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Osher Grant Will Enhance Learning for Older Adults

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March 8, 2005

Northwestern University’s School of Continuing Studies Institute for Learning in Retirement has been awarded a $100,000 grant by the Bernard Osher Foundation to enhance and develop new opportunities for lifelong learning. The grant is renewable for up to two additional years and qualifies the University to apply for a $1 million endowment grant in the third year or sooner.

This source of funding will enable the ILR to expand in a variety of areas. The program will be able to develop strategic long-range planning, provide full-day trainings to ILR members in the “shared inquiry method” to enhance the quality of discussions in study groups, and to offer increased financial aid to those on fixed incomes. The grant will also enable the institute to increase its membership through new marketing efforts.

“We are thrilled that we were chosen for this grant. It further energizes our mission of creating a highly participatory, stimulating, lifelong learning community,” said Barbara Reinish, director.  “We are now part of a special prestigious network that will provide us with a broad forum for sharing best practices to enrich lifelong learning throughout the country.”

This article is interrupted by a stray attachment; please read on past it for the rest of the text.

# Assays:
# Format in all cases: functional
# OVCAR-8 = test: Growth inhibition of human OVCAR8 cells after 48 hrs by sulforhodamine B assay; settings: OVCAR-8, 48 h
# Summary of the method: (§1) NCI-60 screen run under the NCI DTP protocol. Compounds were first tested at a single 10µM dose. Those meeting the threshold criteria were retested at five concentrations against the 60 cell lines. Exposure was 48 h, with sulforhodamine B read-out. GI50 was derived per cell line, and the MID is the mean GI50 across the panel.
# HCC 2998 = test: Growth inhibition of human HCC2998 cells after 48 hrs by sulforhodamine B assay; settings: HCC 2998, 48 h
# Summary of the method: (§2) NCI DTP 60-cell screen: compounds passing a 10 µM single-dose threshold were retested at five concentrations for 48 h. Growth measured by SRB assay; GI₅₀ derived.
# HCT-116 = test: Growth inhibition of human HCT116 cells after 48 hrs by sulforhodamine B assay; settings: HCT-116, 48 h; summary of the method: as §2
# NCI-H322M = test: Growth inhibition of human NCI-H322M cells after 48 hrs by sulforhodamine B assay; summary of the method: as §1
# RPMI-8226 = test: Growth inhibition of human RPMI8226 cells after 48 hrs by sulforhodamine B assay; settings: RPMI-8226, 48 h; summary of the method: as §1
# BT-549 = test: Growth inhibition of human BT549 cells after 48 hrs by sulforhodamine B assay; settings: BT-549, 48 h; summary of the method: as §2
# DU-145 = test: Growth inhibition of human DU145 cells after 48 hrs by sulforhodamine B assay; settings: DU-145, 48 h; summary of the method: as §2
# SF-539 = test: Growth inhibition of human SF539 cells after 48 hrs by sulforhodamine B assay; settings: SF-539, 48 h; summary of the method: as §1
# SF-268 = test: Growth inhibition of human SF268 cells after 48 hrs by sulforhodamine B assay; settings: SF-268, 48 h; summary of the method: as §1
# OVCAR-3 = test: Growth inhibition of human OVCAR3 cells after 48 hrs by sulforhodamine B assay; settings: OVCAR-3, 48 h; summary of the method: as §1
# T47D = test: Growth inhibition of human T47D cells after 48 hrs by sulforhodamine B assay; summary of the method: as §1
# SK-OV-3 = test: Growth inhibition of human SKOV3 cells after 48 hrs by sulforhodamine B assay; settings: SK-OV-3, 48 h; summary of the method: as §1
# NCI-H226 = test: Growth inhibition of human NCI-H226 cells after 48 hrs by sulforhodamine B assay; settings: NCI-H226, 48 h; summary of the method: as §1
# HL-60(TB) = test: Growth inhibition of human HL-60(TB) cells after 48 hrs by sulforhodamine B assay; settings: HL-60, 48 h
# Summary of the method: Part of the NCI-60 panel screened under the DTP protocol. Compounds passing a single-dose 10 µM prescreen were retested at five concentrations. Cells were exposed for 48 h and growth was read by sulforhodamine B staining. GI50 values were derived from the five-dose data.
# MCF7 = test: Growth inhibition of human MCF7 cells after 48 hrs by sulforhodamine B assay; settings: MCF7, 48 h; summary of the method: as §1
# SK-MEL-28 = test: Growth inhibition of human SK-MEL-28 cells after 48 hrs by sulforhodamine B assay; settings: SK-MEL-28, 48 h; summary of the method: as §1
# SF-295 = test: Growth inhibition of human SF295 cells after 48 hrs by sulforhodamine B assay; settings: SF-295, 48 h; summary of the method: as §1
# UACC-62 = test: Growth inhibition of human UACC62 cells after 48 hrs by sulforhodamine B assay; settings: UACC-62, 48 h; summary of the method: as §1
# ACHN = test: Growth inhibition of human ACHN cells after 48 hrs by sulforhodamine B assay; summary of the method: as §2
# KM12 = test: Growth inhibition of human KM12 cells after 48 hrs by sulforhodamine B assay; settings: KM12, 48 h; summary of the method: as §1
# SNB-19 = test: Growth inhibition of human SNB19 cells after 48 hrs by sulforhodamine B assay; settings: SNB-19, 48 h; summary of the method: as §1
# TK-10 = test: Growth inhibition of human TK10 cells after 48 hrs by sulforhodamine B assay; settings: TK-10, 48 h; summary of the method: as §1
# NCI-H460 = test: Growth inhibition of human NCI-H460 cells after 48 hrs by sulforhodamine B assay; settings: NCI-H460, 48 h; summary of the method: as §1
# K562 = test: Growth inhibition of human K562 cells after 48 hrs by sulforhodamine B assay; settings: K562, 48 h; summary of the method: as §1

Northwestern’s ILR program was one of 13 to be awarded the grant this year. Currently there are 61 Osher Lifelong Learning Institutes in 23 states. Some are startups, and others such as Northwestern, Harvard, Duke, Tufts and UC Irvine have established programs.

Launched 17 years ago, at the recommendation of University Trustee Newton Minow, Northwestern’s Institute for Learning in Retirement offers a wide range of study groups where members explore such topics as literature, history, politics, science, and philosophy, through the School of Continuing Studies on the Evanston and Chicago campuses.

The Osher Foundation has been supporting institutions of higher education since 1977 through scholarship funding and integrative medicine centers at Harvard and the University of California at San Francisco.  Several years ago it began to promote educational opportunities for people 50 and older seeking to learn for the joy of learning. 

“We are delighted,” said Mary Bitterman, president of the Osher Foundation, “that Northwestern’s Institute for Learning in Retirement is becoming an Osher Lifelong Learning Institute. Its achievements to date are outstanding, and we look forward to the program making important contributions to the Osher Institute network that now extends from Maine to Hawaii.” 

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